Grow in Water Animals –  Same concept as above.  But they are bigger and cost $1 each – and they will definitely take up more room in the stocking (that’s always a plus!)

Mechanical pencils -there is something thrilling about replacing the broken lead of a mechanical pencil. That is, the first few times.  After that you start to get annoyed and then think… Maybe I shouldn’t press so hard….If you have a child that presses way too hard when he or she writes, give these a try.  The feedback from the break may be a help with that habit.  If your child is in the second grade or older, I suggest trying to get them to change the lead themselves. Resist the urge to automatically do it for them. Maybe they will be able to do it.

Highlighters – Kids love highlighters.  I think it is because they are mostly a “grown-up” thing.  However, highlighters can be great to help kids with copying, “highlight one line blue, copy it, next line yellow, copy, etc… They can also be great to help outline a shape when your child needs to “cut on the line”. They can help highlight where to write when they need to skip spaces or write smaller. They are even good to make boxes to keep your letters and words spaced properly.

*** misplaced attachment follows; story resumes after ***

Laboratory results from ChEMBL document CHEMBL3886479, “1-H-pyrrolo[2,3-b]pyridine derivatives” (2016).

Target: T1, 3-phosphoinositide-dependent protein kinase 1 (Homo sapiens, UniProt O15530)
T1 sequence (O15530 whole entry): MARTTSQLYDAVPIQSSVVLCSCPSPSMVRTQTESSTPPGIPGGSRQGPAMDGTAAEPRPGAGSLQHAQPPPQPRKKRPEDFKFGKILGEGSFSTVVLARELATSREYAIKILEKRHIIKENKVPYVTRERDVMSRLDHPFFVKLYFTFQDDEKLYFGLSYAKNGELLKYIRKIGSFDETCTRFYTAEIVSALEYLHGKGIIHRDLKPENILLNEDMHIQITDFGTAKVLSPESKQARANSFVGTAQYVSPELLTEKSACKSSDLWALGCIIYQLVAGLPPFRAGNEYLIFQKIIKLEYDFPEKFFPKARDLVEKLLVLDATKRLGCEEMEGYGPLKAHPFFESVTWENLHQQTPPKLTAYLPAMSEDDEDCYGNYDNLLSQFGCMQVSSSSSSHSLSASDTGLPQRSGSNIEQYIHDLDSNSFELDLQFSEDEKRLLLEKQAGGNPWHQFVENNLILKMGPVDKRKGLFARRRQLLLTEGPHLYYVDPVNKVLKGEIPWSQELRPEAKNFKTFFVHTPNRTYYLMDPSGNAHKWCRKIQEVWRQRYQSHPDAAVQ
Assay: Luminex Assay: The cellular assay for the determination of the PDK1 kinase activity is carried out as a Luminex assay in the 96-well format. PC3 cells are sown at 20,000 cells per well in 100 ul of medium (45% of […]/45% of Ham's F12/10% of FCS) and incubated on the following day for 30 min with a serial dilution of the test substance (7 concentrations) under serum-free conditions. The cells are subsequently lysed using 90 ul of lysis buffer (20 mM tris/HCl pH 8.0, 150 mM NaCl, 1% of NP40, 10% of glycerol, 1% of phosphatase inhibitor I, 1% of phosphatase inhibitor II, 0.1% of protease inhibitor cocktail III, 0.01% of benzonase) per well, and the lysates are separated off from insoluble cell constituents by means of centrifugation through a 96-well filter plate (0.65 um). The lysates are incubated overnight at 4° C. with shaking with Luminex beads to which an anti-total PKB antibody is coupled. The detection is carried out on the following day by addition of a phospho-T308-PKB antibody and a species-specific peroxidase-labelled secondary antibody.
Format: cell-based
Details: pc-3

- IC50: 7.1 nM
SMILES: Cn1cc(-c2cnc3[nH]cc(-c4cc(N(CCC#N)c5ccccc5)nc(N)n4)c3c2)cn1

Flashlights – What kid doesn’t love their “own” flashlight?  It may seem like a weird gift, but you can explain that it is their special flashlight to use if the lights ever go out. You can also use it to work on visual tracking and scanning, games like I spy, ( turn the lights off in the living room, “I spy, Daddy!,  I spy, the TV set!, etc.” Your child  has to move the beam of light (aka. tracking) and then settle on the object he is looking for.

Basting Brush – Again, this one is a little weird, but it is basically a plastic paint brush.  The bristles are a different texture for your “multi-sensory” kid and it can be just another tool to have fun and paint with.  Besides, your child doesn’t even know what basting is.

Spray Snow – Spray Snow can provide hours of fun, but obviously your child needs to be chaperoned.  Aerosol cans like these can be dangerous, but I love the position that the little hand needs to take in order to get it to “squirt”.  It is EXTREMELY difficult to hold the cylinder of a can in your thumb, middle, ring and pinky while your index sits on and squeezes the cap.   This one is for older kids (like 8 and up).

20141125_170449

This post contains affiliate links.

sensory processing